Friday 28 December 2018

Ecommerce rule tweak not change in law: Government

The updated norms for foreign direct investment in ecommerce will not impact the stability and predictability of the country’s regulatory environment, a senior official said on Thursday, defending changes seen disrupting the current state of online retail.

There is no change in law, the official said, even as dominant players fretted that key differentiators such as online exclusive brands, cashbacks and priority deliveries, among others, may not be possible anymore. ET had reported on Thursday the policy would be a jolt for Amazon and Walmart-owned Flipkart, the dominant online platforms in India.

“There is no message to the foreign investors, only government policy has been clarified. There are no new laws… There should be fair, non-discriminatory trade,” the official said and explained that enough time has been given to businesses to make the transition.

“Overnight we can’t stop them or expect them to change their business. So, we have given them enough time till February 1,” the official said. The official said the Department of Industrial Policy and Promotion (DIPP) didn’t look at individual companies or their business structures before announcing the changes. He refused to answer questions on how the policy will impact Amazon and Flipkart.

“The policy is not cast in stone; we have tried to improve it,” the official said, adding the government is yet to study if a subsidiary of an online marketplace can open a front company or a subsidiary and sell on that platform. The new FDI rules state that an online marketplace cannot sell products from a vendor in which they have a stake.

The official said DIPP has not investigated any alleged violations on its own but modified the norms based solely on the information it had received. India’s retailers have repeatedly complained that ecommerce companies were violating the ban on business-to-consumer (B2C) commerce, prompting the change in rules.

“It is up to the Enforcement Directorate to investigate and take action against those who violate the rules,” the official said.

The current policy allows 100% FDI under the automatic route in business-to-business (B2B) ecommerce but prohibits any foreign investment in B2C ecommerce. The limits remain unaltered but the government has changed rules to ensure that FDI-funded ecommerce does not undertake B2C ecommerce in the face of swelling opposition from the trading community. Bricks-andmortar retailers have also been lobbying the government to rein in the online marketplaces over discounts and other incentives that have been drawing away customers.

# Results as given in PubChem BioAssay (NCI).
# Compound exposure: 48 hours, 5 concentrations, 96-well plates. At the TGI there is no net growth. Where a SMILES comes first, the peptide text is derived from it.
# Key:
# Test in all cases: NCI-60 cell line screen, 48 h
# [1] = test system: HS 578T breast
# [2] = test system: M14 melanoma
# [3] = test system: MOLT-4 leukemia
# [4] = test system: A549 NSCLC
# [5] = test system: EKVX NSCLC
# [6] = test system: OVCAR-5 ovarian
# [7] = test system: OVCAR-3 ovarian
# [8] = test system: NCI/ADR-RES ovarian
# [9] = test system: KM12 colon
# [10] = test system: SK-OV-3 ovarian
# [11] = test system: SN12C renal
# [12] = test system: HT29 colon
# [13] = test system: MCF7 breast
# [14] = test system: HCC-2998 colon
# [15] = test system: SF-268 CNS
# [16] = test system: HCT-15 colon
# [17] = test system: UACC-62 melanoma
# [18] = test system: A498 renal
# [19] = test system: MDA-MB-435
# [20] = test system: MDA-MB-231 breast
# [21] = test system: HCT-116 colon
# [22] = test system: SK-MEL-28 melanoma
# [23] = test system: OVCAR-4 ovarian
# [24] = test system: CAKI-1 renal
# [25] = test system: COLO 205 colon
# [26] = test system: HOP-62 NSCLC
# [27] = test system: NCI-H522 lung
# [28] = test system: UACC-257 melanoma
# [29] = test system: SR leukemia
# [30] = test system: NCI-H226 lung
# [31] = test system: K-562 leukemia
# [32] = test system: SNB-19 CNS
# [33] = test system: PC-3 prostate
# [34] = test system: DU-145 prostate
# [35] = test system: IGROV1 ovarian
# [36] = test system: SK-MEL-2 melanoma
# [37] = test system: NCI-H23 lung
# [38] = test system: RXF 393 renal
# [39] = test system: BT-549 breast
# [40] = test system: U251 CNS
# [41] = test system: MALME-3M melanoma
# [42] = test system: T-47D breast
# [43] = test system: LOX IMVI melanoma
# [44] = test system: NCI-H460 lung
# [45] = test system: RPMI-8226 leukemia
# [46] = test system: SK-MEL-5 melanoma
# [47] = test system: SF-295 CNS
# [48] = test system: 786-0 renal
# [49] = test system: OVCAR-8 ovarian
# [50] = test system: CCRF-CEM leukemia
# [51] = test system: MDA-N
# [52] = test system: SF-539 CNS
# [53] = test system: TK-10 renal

No entity having equity participation by an ecommerce marketplace or its related entities can sell on that marketplace. The marketplace itself cannot discriminate among vendors and one seller cannot have more than 25% of sales on one ecommerce marketplace. The official said the changes were aimed at better enforcement of the policy as enunciated by Press Note 3 of 2016, which had banned FDI in the inventory model of ecommerce and laid down the conditions for ecommerce marketplaces. FDI is only allowed in the marketplace model, offering a platform for vendors to sell to customers.

Ecommerce companies will need to review their operating strategy in India, said Rajiv Chugh, national leader, policy advisory and specialty services, EY India.

“This will impact backend-related wholesale group entities and need to remove them from the ecommerce value chain,” he said. “The time has come to look at franchise channels, rather than equity investment channels to do business in India.”

The department is in the process of drafting a policy for the ecommerce sector, which will be released “very soon”, said the official cited above. “We need to have a policy on ecommerce because it gives a road map for what the private sector and the government want.”

An earlier draft of the ecommerce policy floated by the commerce department had recommended a regulator for the sector, which had become a contentious issue. “Whether or not we a need a regulator will be there in the policy,” the official added.

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